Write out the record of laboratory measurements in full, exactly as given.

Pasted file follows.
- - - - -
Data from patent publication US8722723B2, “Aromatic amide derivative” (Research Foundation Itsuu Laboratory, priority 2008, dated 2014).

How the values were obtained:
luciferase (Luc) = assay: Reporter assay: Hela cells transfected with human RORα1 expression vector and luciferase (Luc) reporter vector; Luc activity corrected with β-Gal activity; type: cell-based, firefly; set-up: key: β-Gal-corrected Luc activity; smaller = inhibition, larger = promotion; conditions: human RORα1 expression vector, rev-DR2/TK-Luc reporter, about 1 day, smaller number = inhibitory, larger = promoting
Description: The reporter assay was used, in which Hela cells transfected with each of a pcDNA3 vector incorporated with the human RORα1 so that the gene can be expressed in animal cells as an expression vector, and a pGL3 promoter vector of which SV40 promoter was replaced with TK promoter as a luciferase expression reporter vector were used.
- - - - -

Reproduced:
Data from patent publication US8722723B2, “Aromatic amide derivative” (Research Foundation Itsuu Laboratory, priority 2008, dated 2014).

How the values were obtained:
luciferase (Luc) = assay: Reporter assay: Hela cells transfected with human RORα1 expression vector and luciferase (Luc) reporter vector; Luc activity corrected with β-Gal activity; type: cell-based, firefly; set-up: key: β-Gal-corrected Luc activity; smaller = inhibition, larger = promotion; conditions: human RORα1 expression vector, rev-DR2/TK-Luc reporter, about 1 day, smaller number = inhibitory, larger = promoting
Description: The reporter assay was used, in which Hela cells transfected with each of a pcDNA3 vector incorporated with the human RORα1 so that the gene can be expressed in animal cells as an expression vector, and a pGL3 promoter vector of which SV40 promoter was replaced with TK promoter as a luciferase expression reporter vector were used.